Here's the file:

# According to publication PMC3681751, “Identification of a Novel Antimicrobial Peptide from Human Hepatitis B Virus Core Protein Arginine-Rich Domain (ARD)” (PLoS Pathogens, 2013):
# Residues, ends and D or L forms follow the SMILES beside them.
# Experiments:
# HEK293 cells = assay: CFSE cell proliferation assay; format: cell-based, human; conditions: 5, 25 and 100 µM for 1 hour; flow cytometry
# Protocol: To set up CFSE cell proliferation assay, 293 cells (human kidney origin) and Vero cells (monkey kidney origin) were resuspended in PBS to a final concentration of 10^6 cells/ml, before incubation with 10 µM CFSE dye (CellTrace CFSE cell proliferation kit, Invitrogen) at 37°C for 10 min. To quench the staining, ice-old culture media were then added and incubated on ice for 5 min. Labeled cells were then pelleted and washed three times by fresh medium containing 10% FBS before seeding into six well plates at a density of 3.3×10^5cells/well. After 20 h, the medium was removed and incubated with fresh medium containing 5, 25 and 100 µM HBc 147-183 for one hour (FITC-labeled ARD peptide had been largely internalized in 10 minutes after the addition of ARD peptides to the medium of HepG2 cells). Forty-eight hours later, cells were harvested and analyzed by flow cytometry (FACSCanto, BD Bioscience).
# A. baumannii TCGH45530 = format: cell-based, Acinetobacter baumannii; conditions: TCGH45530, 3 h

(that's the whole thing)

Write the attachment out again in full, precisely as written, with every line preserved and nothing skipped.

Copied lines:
# According to publication PMC3681751, “Identification of a Novel Antimicrobial Peptide from Human Hepatitis B Virus Core Protein Arginine-Rich Domain (ARD)” (PLoS Pathogens, 2013):
# Residues, ends and D or L forms follow the SMILES beside them.
# Experiments:
# HEK293 cells = assay: CFSE cell proliferation assay; format: cell-based, human; conditions: 5, 25 and 100 µM for 1 hour; flow cytometry
# Protocol: To set up CFSE cell proliferation assay, 293 cells (human kidney origin) and Vero cells (monkey kidney origin) were resuspended in PBS to a final concentration of 10^6 cells/ml, before incubation with 10 µM CFSE dye (CellTrace CFSE cell proliferation kit, Invitrogen) at 37°C for 10 min. To quench the staining, ice-old culture media were then added and incubated on ice for 5 min. Labeled cells were then pelleted and washed three times by fresh medium containing 10% FBS before seeding into six well plates at a density of 3.3×10^5cells/well. After 20 h, the medium was removed and incubated with fresh medium containing 5, 25 and 100 µM HBc 147-183 for one hour (FITC-labeled ARD peptide had been largely internalized in 10 minutes after the addition of ARD peptides to the medium of HepG2 cells). Forty-eight hours later, cells were harvested and analyzed by flow cytometry (FACSCanto, BD Bioscience).
# A. baumannii TCGH45530 = format: cell-based, Acinetobacter baumannii; conditions: TCGH45530, 3 h